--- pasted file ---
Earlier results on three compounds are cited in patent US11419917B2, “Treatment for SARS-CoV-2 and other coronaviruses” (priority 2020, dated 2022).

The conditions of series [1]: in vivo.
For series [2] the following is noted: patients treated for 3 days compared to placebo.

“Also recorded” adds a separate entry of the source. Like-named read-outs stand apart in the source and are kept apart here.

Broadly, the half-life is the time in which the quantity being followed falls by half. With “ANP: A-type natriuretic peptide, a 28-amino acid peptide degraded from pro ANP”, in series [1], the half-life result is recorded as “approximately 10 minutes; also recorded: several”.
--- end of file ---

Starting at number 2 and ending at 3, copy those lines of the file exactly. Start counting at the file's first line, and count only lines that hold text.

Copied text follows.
The conditions of series [1]: in vivo.
For series [2] the following is noted: patients treated for 3 days compared to placebo.